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The ten-month solar calendar of Yi People

By Du Fang | 2013-09-02 | Hits:
(Chinese Social Sciences Today)
Tiger dance of Yi
 
The Yi calendar is believed by scholars to date back to ten thousand years ago. In the Yi calendar, a year is divided into twelve months, each having thirty-six days. Every two months are called one season and therefore there are five seasons according to the Yi calendar.
 
The days are counted in terms of twelve animals, the tiger, rabbit, dragon, snake, horse, goat, monkey, rooster, dog, pig, rat and ox by order. Each month consists of three cycles of all the twelve animals in turn and a year consists of ten months. After the end of the tenth month, the other five (in the non-leap year) or six days (in the leap year) are days to celebrate the New Year.
 
Months are counted in two ways. In one way, the month is counted by animals. The Black Tiger is for the first month, then the otter, crocodile, boa, pangolin, muntjac, blue sheep, ape, panther and lizard in turn. In the other way, the five seasons are represented by land, copper, water, wood and human in name, and for each season two opposite sexes are distinguished, the odd month is male while the even month is female.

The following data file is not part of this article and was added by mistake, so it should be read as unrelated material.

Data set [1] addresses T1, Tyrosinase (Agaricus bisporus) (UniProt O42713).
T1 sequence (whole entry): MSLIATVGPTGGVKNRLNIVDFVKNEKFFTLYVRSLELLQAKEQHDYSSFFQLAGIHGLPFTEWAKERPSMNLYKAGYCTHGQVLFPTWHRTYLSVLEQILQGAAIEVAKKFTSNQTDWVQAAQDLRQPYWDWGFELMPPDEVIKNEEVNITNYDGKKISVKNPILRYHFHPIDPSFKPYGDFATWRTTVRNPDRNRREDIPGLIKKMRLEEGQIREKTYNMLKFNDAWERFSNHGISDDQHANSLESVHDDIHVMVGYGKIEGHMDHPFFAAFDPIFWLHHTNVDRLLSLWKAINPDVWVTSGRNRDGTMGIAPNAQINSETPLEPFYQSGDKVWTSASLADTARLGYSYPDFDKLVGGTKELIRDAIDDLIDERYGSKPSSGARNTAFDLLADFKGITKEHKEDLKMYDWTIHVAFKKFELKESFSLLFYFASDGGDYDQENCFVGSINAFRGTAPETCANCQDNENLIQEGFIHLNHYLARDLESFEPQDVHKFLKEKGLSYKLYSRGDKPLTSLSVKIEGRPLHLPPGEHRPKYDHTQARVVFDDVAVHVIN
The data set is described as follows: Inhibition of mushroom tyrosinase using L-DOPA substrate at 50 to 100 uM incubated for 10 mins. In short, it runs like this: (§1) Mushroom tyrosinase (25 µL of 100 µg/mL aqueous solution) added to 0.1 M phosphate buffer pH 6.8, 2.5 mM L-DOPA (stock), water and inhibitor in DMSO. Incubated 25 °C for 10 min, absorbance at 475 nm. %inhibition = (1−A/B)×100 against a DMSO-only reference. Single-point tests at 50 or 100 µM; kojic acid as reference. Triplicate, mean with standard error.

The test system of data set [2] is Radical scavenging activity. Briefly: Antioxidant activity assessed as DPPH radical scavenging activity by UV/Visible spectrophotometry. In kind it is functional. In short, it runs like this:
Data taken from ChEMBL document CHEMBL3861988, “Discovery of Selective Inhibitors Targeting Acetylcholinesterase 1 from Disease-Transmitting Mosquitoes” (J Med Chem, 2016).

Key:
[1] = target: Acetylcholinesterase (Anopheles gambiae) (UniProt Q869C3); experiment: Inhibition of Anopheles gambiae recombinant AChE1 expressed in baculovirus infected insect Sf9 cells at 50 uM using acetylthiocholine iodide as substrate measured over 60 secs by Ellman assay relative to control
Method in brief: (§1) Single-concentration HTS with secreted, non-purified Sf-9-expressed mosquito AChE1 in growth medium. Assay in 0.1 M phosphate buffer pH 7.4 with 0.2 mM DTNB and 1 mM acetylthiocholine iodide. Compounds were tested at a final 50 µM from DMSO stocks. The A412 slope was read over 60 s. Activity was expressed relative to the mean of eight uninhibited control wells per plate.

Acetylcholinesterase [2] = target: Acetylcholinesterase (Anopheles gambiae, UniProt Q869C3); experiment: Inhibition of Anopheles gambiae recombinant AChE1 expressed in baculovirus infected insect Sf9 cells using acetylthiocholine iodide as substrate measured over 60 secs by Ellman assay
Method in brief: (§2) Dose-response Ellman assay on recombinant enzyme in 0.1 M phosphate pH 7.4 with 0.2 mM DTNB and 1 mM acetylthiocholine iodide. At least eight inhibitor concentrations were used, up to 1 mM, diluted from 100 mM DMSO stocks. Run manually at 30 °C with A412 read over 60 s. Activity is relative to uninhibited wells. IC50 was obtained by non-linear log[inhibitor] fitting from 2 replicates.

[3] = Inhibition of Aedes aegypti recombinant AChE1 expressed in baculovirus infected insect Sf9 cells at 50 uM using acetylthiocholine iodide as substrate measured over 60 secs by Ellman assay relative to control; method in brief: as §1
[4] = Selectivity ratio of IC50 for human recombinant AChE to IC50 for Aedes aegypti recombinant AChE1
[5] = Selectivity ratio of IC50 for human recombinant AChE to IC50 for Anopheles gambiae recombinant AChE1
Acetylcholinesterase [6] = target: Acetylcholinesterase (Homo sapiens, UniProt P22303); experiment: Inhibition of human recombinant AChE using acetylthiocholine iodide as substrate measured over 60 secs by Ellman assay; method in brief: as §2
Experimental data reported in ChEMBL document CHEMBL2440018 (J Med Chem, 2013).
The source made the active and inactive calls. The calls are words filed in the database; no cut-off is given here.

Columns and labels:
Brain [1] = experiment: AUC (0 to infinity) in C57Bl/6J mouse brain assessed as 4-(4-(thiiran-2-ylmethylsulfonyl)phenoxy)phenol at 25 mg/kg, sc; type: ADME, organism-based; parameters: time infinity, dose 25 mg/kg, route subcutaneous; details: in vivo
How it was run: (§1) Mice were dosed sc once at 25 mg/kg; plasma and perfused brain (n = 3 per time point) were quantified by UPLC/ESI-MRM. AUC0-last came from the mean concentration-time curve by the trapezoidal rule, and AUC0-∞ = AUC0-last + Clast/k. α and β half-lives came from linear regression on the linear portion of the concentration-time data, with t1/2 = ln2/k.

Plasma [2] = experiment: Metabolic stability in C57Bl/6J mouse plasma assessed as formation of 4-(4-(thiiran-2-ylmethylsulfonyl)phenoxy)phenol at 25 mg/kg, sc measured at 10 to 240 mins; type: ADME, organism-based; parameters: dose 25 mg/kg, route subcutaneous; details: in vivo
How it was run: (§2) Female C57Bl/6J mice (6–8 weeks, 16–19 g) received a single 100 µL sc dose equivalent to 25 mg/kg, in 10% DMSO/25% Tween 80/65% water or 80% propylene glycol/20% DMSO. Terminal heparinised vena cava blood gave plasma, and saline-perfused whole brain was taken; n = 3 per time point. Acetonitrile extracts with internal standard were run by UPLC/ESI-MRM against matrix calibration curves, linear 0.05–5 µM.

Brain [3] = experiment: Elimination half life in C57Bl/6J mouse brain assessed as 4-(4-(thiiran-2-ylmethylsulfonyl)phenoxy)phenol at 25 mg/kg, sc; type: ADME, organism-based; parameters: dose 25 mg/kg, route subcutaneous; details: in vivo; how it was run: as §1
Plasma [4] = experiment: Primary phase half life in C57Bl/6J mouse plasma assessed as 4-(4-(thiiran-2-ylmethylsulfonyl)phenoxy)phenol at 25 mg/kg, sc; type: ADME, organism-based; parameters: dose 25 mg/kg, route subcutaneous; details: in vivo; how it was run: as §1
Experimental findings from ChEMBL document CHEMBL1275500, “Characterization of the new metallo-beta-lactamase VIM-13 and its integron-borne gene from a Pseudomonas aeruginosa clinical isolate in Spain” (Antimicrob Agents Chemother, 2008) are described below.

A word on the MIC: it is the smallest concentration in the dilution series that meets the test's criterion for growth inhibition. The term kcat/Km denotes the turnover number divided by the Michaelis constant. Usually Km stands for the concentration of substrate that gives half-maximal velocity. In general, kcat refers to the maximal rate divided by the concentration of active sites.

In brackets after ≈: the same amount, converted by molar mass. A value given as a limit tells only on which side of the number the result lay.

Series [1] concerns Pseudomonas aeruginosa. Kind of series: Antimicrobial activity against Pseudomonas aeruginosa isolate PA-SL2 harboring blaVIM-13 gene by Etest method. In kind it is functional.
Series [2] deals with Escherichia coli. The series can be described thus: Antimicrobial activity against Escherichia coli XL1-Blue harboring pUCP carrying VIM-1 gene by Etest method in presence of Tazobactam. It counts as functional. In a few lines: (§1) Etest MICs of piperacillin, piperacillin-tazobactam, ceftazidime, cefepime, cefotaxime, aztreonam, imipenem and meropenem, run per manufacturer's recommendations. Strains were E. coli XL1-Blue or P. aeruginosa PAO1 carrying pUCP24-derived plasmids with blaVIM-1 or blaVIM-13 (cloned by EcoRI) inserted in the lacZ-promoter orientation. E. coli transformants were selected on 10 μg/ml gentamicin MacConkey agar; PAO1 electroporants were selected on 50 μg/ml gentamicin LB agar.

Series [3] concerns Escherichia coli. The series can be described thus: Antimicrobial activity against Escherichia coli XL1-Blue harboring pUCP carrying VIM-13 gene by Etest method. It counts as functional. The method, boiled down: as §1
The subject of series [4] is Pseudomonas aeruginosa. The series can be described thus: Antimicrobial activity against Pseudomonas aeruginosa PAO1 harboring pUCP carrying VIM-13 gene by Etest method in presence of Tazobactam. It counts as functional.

The years are counted not in numbers or animals, but in eight directions, namely, The Year of the East, the Southeast, the South, the Southwest, the West, the Northwest, the North, and the Northeast respectively.
 
According to the Yi calendar, Winter Solstice arrives when the Sun “moves” to the most southern point while Summer Solstice arrives when the Sun moves to the most northern point; it is Great Heat when handle of the Dipper points right downward and it is Great Cold when it points right upward.
 
 
Du Fang is from Southwest University for Nationalities
 
 (Translated by Jiang Hong)